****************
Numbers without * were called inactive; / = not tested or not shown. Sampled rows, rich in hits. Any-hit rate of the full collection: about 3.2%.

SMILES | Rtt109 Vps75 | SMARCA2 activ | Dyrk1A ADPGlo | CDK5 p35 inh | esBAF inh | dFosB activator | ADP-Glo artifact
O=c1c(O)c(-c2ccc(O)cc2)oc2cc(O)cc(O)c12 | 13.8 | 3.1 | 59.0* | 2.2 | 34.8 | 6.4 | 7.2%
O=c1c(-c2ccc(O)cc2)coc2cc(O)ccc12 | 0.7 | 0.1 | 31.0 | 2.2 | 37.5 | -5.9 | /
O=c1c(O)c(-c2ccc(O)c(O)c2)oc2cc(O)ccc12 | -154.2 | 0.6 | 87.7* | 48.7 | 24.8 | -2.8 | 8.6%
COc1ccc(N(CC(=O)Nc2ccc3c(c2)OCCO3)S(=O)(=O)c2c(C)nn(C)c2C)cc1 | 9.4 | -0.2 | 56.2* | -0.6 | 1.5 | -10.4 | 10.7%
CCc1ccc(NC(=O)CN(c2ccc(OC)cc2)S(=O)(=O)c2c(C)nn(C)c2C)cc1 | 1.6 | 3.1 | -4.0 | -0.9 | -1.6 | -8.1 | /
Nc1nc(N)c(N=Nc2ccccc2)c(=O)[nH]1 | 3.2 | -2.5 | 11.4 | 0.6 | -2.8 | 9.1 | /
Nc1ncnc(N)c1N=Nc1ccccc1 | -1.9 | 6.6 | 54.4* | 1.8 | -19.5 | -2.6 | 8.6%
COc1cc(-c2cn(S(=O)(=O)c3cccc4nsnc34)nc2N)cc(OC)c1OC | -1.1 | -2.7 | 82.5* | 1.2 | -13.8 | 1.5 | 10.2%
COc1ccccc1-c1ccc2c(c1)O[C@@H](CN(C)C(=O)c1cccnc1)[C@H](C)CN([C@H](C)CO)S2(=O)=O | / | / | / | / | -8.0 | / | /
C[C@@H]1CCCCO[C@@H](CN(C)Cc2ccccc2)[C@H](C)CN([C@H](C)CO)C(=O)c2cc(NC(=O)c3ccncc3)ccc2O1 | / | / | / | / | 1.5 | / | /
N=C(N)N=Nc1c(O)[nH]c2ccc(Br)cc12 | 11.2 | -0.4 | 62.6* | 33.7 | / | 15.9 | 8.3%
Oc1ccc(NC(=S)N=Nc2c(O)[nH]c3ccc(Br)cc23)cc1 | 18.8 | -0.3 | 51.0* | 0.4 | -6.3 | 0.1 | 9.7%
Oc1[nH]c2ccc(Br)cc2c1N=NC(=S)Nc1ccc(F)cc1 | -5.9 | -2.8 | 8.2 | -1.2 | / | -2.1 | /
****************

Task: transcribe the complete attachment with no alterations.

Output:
Numbers without * were called inactive; / = not tested or not shown. Sampled rows, rich in hits. Any-hit rate of the full collection: about 3.2%.

SMILES | Rtt109 Vps75 | SMARCA2 activ | Dyrk1A ADPGlo | CDK5 p35 inh | esBAF inh | dFosB activator | ADP-Glo artifact
O=c1c(O)c(-c2ccc(O)cc2)oc2cc(O)cc(O)c12 | 13.8 | 3.1 | 59.0* | 2.2 | 34.8 | 6.4 | 7.2%
O=c1c(-c2ccc(O)cc2)coc2cc(O)ccc12 | 0.7 | 0.1 | 31.0 | 2.2 | 37.5 | -5.9 | /
O=c1c(O)c(-c2ccc(O)c(O)c2)oc2cc(O)ccc12 | -154.2 | 0.6 | 87.7* | 48.7 | 24.8 | -2.8 | 8.6%
COc1ccc(N(CC(=O)Nc2ccc3c(c2)OCCO3)S(=O)(=O)c2c(C)nn(C)c2C)cc1 | 9.4 | -0.2 | 56.2* | -0.6 | 1.5 | -10.4 | 10.7%
CCc1ccc(NC(=O)CN(c2ccc(OC)cc2)S(=O)(=O)c2c(C)nn(C)c2C)cc1 | 1.6 | 3.1 | -4.0 | -0.9 | -1.6 | -8.1 | /
Nc1nc(N)c(N=Nc2ccccc2)c(=O)[nH]1 | 3.2 | -2.5 | 11.4 | 0.6 | -2.8 | 9.1 | /
Nc1ncnc(N)c1N=Nc1ccccc1 | -1.9 | 6.6 | 54.4* | 1.8 | -19.5 | -2.6 | 8.6%
COc1cc(-c2cn(S(=O)(=O)c3cccc4nsnc34)nc2N)cc(OC)c1OC | -1.1 | -2.7 | 82.5* | 1.2 | -13.8 | 1.5 | 10.2%
COc1ccccc1-c1ccc2c(c1)O[C@@H](CN(C)C(=O)c1cccnc1)[C@H](C)CN([C@H](C)CO)S2(=O)=O | / | / | / | / | -8.0 | / | /
C[C@@H]1CCCCO[C@@H](CN(C)Cc2ccccc2)[C@H](C)CN([C@H](C)CO)C(=O)c2cc(NC(=O)c3ccncc3)ccc2O1 | / | / | / | / | 1.5 | / | /
N=C(N)N=Nc1c(O)[nH]c2ccc(Br)cc12 | 11.2 | -0.4 | 62.6* | 33.7 | / | 15.9 | 8.3%
Oc1ccc(NC(=S)N=Nc2c(O)[nH]c3ccc(Br)cc23)cc1 | 18.8 | -0.3 | 51.0* | 0.4 | -6.3 | 0.1 | 9.7%
Oc1[nH]c2ccc(Br)cc2c1N=NC(=S)Nc1ccc(F)cc1 | -5.9 | -2.8 | 8.2 | -1.2 | / | -2.1 | /